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West Point case adds to military sex abuse scandals

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By The Associated Press
Thursday, May 23, 2013, 7:00 p.m.
 

ALBANY, N.Y. — Charges that an Army sergeant secretly photographed and videotaped women at West Point are part of a military-wide pattern of sexual misconduct, Sen. Kirsten Gillibrand of New York said on Thursday.

The military has been rocked by a series of arrests and incidents of sexual misconduct. But the news from the venerable U.S. Military Academy — where the motto is “Duty. Honor. Country.” — could be particularly embarrassing. The Army said on Wednesday that a sergeant at West Point had been charged with secretly photographing and videotaping at least a dozen women at the academy, including in a bathroom.

The allegation surfaces the same month the Pentagon released a report estimating that as many as 26,000 military members may have been sexually assaulted last year and that thousands of victims are unwilling to come forward despite new oversight and assistance programs.

Gillibrand said the West Point charges illustrate a culture and reporting system that allows predators to remain in service. Service members afraid of retaliation or jeopardizing their careers often are reluctant to bring charges of sexual misconduct to their superiors, she said.

“This case is another case in a long line of incidents where we have clear evidence that the military did not understand how to handle this problem of sexual harassment and sexual misconduct,” Gillibrand told The Associated Press. “Obviously, you're not having a level of accountability that is going to prevent these incidents and send a clear message that this criminal behavior is unacceptable.”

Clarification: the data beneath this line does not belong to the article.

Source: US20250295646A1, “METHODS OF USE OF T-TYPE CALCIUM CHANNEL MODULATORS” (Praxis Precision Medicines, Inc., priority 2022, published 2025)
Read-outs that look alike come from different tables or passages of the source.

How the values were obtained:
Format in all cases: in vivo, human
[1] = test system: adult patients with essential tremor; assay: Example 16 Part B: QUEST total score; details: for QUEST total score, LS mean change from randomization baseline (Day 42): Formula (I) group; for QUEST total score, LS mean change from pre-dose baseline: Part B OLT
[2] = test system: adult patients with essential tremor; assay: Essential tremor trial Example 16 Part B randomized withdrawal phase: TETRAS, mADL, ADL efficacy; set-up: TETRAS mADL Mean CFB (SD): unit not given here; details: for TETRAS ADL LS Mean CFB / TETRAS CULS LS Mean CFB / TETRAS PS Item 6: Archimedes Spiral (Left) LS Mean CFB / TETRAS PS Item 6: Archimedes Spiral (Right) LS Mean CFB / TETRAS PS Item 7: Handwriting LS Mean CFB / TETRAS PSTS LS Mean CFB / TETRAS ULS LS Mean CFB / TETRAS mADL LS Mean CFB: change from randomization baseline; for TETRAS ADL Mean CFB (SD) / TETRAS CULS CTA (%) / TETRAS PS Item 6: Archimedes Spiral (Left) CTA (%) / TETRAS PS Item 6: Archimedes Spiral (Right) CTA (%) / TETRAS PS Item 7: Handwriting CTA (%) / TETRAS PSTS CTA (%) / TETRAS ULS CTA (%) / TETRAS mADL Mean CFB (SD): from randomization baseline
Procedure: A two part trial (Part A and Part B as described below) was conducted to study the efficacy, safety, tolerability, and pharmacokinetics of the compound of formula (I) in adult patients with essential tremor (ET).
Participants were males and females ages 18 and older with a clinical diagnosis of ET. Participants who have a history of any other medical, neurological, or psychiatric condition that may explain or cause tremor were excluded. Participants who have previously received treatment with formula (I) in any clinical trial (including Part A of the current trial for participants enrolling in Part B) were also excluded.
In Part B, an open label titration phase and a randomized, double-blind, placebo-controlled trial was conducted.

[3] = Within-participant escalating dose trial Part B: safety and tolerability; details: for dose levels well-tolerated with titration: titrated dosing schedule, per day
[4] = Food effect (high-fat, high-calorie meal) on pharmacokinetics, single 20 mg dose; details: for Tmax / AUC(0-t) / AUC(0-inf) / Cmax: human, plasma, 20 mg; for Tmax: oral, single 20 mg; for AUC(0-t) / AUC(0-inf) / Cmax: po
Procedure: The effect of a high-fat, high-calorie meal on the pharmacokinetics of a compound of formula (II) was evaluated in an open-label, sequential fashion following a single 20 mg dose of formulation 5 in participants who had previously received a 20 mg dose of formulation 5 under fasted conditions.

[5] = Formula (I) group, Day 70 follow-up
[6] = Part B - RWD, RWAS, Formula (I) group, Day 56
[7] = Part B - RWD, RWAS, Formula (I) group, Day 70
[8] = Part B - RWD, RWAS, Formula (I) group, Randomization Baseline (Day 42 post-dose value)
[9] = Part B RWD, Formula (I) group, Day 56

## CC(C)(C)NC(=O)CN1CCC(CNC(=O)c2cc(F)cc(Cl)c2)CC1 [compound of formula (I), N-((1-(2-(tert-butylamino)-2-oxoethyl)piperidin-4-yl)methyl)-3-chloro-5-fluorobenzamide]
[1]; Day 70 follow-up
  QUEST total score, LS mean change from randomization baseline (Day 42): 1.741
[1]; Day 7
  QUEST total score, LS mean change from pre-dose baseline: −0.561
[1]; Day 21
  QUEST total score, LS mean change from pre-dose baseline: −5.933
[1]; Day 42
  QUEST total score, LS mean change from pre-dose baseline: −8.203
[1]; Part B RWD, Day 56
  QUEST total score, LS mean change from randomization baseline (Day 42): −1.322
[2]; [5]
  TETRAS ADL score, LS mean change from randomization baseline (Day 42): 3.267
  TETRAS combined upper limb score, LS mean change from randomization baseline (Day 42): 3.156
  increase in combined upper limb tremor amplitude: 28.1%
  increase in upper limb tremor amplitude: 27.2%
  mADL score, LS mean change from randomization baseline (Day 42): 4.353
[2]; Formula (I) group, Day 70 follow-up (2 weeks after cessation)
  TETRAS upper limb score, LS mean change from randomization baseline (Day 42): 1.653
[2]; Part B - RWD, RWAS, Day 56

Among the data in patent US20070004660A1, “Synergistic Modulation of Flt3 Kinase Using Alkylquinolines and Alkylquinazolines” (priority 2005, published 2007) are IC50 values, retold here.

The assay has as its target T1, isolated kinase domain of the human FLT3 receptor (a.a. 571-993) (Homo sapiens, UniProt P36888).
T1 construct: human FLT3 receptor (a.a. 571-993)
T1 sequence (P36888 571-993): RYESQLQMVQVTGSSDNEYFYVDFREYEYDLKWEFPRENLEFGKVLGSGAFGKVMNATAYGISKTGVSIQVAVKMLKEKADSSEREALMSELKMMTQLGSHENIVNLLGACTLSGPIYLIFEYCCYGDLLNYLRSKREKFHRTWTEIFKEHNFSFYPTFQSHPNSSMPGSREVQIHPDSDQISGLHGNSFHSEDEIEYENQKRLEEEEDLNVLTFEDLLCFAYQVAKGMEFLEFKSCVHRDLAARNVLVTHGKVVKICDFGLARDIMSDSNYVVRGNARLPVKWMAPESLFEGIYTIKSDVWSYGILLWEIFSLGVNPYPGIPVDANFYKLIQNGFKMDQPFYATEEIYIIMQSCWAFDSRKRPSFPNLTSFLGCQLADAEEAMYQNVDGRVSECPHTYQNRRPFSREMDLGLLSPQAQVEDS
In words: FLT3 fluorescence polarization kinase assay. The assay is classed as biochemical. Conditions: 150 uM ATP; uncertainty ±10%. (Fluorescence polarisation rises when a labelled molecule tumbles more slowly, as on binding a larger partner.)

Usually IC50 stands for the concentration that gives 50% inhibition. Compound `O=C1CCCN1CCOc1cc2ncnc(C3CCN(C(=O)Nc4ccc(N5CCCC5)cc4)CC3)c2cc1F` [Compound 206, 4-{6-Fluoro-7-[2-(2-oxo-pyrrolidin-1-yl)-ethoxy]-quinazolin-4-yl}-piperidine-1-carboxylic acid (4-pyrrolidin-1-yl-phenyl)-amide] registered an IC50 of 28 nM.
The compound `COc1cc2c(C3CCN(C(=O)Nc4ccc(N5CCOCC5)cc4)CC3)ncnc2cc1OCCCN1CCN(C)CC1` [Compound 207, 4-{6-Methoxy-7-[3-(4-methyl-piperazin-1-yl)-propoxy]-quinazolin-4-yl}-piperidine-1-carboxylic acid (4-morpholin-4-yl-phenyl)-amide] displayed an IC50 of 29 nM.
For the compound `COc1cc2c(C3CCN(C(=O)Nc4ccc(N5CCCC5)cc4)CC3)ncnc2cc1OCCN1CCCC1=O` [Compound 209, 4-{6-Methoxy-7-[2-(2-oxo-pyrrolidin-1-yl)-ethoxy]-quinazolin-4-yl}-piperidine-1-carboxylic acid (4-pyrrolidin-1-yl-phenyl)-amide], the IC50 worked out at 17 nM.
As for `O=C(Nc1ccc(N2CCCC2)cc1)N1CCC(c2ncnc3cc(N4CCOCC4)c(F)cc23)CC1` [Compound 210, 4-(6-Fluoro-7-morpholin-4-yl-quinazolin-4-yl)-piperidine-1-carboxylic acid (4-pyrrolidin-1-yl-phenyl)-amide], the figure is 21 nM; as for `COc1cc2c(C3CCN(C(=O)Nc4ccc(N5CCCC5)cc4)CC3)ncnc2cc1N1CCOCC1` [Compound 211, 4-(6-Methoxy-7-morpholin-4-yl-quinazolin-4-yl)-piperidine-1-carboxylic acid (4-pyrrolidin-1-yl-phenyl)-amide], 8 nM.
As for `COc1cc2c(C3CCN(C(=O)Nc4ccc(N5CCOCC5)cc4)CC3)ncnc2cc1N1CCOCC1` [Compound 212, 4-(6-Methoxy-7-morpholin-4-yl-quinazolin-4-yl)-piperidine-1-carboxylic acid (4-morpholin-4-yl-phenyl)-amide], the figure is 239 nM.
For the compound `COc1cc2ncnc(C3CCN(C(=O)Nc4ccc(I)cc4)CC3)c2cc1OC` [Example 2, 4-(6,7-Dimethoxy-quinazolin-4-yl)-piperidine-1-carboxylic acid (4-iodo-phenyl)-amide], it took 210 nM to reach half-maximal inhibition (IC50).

Gillibrand, who is on the Senate Armed Services Committee, is pushing for a system in which sexual assault is reported outside the chain of command, directly to a military prosecutor.

West Point was named along with military officials in a lawsuit filed in April 2012 seeking the court's help in permanently changing attitudes about sexual assault at military academies. The lawsuit claims the nation's military academies “systemically and repeatedly ignore rampant sexual harassment.” The suit said a 20-year-old Pennsylvania woman resigned from West Point when she became suicidal after her rape by a roommate's boyfriend, who remained in her unit after she reported she was attacked.

 

 
 


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